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Review

Women, you lost big time!
Book: The Da Vinci Code

By Anoosh Ariapour
December 17, 2003
The Iranian

Men too. Actually, Dan Brown's premise in his novel, The Da Vinici Code, is not new at all and if it can hold any water, the whole humankind lost it to the Founding Fathers of the Christian Church. But, can it be that simple?

First, should this novel also be read as some kind of fictional essay, leaning toward a feminist-New Age narrative? Read it as it is, an "intelligent thriller" as one the blurbs on the back cover states. If you like thrillers and if particularly, you are into light occult, The Knights Templars, Rosicrucians, Freemasons, etc. babble, dabble, scrabble. As a page-turner for the holidays, it is an enjoyable read for many, but "many notch above the intelligent thriller"?

This is where some of the book's intelligence come from: "Many scholars claim that the early church literally stole Jesus from His original followers, hijacking His human message, shrouding it in an impenetrable cloak of divinity, and using it to expand their own power." (P 233).

Nothing new so far, every religion, every non-religious institution jumps to grab more power, it is called the human nature. To unfold such a 'scholarship' into a good thriller, Brown has to have a plot twist every other page, bringing up one riddle after another and bombard us with one conspiracy on top of the last one. Not unlike layers of paint on the famous paintings' visual clichés- he interprets for us. In fact, an army of "researchers" across the Atlantic have their names acknowledged on the first page.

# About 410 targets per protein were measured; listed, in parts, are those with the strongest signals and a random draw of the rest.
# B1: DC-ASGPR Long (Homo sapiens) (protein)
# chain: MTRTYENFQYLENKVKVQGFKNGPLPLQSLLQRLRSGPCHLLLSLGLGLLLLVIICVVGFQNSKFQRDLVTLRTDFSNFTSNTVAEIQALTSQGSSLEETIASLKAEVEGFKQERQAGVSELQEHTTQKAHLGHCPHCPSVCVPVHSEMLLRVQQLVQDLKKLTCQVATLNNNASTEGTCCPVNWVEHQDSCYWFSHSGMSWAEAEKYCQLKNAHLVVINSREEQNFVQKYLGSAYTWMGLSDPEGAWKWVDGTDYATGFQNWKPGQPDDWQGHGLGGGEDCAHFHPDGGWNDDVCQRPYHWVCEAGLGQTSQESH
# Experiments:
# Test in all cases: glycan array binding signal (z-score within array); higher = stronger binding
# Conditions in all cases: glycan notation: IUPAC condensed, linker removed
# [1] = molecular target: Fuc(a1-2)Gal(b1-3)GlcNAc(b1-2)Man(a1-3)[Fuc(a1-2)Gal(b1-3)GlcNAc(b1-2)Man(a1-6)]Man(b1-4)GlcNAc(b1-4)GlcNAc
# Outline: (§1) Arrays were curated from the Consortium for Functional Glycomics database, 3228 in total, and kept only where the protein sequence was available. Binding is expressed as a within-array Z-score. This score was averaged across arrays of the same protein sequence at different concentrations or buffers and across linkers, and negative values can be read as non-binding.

In The Da Vinici Code, people are on a trail to find the Holy Grail, the holiest concept for some and a physical object for the others. But in this book, the search is not for the chalice in which Jesus had his last drink with his disciples and onto which, his blood from the crucifixion was collected. "The quest for the Holy Grail is literally the quest to kneel before the bones of Mary Magdalene. A journey to pray at the feet of the outcast one, the lost sacred feminine." (P 257)

In the biggest conspiracy in the human history, the early church fathers, went against Jesus's wish, who wanted his beloved, legal wife, Mary Magdalene (Maryam Majd-ol-elieh) of a royal blood, to continue his ministry. Not only they spread lies about Mary Magdalene to be a whore, but they tried to kill her, who was carrying Jesus's baby at the time of the crucifixion.

To hide the truth, according to people who believe in the story, and it seems their list includes the greatest human minds throughout history, men of the church, with a little help from the Roman empire, almost destroyed eighty other evangelical texts, including that of the Mary Magdalene herself and the diary of Christ.